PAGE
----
11 Most Endangered Historic Places
Greater Chaco Landscape
Year Listed: 2011
Location: New Mexico
Threat: Energy Development
Across a swath of northwestern New Mexico are hundreds of sites that help unlock the mysteries of the Chacoan people, prehistoric farmers who inhabited this area for six centuries starting in 700 A.D. Today these great innovators are represented by descendant Pueblo and other Native American groups. The architecture and engineering prowess of the Chacoan people suggest a highly developed culture, known for magnificent multi-storied buildings. Using masonry techniques unique for their time, the Chacoan people constructed massive stone buildings – or Great Houses –often containing hundreds of rooms. Although some of the Chacoan sites are now in ruins, many others are remarkably intact. The legacy of the Chacoan people includes thousands of ancient pueblos and shrines, along with an extensive road network that provided a physical and cultural link for people across the region.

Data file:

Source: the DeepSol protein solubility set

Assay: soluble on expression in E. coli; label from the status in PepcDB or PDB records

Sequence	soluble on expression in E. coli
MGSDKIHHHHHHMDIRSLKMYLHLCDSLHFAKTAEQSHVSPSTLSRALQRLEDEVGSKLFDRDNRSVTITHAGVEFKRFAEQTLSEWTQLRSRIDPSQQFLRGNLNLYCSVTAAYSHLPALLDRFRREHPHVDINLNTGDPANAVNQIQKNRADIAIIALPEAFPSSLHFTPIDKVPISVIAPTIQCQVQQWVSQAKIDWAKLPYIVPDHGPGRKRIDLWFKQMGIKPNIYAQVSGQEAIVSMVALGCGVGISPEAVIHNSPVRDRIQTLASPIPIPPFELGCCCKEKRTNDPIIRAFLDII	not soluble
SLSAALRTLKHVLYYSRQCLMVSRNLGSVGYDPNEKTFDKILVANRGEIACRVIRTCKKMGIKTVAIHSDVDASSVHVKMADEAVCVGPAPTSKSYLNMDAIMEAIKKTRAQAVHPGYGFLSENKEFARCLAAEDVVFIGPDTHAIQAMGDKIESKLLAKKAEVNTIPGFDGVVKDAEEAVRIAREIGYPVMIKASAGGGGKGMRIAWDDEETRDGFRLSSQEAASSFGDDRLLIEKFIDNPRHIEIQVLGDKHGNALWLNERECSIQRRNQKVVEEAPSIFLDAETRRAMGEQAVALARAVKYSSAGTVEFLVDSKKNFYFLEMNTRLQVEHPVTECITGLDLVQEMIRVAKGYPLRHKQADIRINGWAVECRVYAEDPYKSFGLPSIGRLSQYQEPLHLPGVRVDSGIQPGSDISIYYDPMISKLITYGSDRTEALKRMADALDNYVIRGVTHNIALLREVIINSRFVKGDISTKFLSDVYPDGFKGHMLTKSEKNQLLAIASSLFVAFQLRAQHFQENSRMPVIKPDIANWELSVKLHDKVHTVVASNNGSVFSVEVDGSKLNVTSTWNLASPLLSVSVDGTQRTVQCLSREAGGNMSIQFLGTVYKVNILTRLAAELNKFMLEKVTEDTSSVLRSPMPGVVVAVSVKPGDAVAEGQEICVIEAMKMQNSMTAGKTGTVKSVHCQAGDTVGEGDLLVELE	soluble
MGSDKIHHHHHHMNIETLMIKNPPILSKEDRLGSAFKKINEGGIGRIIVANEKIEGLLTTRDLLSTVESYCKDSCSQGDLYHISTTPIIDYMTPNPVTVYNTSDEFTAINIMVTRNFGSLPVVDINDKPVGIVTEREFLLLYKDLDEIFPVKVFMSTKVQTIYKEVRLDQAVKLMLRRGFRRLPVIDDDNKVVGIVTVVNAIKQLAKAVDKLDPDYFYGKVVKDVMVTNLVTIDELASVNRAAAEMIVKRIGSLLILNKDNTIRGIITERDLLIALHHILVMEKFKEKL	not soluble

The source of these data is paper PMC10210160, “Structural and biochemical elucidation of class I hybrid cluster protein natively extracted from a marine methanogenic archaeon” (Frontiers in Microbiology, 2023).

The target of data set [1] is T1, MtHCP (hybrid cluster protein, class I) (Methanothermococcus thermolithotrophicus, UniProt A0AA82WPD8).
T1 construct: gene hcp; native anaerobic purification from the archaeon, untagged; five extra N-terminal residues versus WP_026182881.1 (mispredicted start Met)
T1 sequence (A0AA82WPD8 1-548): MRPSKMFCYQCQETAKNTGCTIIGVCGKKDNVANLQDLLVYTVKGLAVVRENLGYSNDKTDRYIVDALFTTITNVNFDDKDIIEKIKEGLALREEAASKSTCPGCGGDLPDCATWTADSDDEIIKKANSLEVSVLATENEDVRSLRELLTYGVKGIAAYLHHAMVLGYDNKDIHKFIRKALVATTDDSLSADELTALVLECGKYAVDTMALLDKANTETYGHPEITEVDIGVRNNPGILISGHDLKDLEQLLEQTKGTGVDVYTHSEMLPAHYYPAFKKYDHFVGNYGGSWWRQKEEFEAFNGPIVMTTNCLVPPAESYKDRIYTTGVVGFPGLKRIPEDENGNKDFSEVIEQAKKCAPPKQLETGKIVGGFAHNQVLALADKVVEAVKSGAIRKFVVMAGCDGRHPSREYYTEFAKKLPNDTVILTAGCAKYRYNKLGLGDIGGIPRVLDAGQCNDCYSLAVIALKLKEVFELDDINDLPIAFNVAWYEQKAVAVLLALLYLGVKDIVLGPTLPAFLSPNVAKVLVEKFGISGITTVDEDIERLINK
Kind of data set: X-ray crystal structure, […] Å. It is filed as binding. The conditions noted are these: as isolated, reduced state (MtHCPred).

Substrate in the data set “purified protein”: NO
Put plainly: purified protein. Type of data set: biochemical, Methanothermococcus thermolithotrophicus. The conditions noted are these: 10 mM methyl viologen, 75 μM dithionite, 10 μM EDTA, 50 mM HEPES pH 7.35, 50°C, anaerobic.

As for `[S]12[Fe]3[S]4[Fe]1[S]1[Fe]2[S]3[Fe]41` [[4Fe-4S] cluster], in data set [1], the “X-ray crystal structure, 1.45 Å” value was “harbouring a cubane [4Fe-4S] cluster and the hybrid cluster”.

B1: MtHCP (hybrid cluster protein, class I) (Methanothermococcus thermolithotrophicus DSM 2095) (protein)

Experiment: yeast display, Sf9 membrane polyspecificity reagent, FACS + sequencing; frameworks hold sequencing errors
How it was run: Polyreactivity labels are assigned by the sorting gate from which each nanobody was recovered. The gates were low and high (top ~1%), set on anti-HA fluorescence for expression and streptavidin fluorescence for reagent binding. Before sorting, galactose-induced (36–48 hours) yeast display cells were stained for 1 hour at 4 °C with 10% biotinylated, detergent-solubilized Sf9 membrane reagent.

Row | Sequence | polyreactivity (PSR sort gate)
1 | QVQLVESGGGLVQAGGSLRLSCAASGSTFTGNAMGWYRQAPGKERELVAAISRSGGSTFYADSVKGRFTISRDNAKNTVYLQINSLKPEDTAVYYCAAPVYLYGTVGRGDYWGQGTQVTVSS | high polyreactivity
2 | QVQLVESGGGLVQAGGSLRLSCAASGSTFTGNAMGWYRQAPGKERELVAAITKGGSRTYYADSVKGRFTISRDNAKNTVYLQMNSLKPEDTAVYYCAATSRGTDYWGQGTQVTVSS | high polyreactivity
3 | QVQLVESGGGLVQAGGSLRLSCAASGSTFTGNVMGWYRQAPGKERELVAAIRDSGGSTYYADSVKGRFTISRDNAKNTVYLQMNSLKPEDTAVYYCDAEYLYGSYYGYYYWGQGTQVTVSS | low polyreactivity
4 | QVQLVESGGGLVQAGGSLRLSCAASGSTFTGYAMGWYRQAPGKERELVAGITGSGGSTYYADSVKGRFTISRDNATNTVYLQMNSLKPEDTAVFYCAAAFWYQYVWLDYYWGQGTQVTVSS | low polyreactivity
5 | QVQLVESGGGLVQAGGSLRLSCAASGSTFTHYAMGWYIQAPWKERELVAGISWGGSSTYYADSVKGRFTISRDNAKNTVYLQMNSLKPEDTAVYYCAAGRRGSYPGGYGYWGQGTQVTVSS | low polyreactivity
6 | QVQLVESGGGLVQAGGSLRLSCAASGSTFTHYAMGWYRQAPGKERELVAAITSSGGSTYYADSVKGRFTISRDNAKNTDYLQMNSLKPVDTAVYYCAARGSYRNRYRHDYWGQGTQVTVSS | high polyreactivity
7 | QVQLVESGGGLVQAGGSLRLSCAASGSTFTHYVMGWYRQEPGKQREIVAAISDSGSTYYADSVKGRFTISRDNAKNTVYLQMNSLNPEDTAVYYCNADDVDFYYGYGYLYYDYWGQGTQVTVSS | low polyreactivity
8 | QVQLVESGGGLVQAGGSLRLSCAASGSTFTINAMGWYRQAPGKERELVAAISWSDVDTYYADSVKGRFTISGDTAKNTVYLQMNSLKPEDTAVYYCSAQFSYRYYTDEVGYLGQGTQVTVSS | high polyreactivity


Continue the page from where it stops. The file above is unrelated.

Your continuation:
Sites within Chaco Canyon itself and some on nearby mesas are protected as part of the Chaco Culture National Historical Park, which is managed by the National Park Service. The international significance of this region, which includes Aztec Ruins National Monument and Salmon Ruins, is exemplified by the designation of the Park as a World Heritage property, which is one of only 20 in the United States. It is the natural and cultural landscape as a whole, and not just individual sites, that make this Chacoan region worthy of protection and yet, most Chacoan sites and roads located on federal lands outside the Park and World Heritage boundaries are at risk from a variety of human activities including, most significantly, energy development. Many of these sites and roads rival those located within the Park. For example, the recently mapped culturally significant Great North Road, which runs dozens of miles towards the New Mexico–Colorado border, remains vulnerable to development and other land-disturbing activities.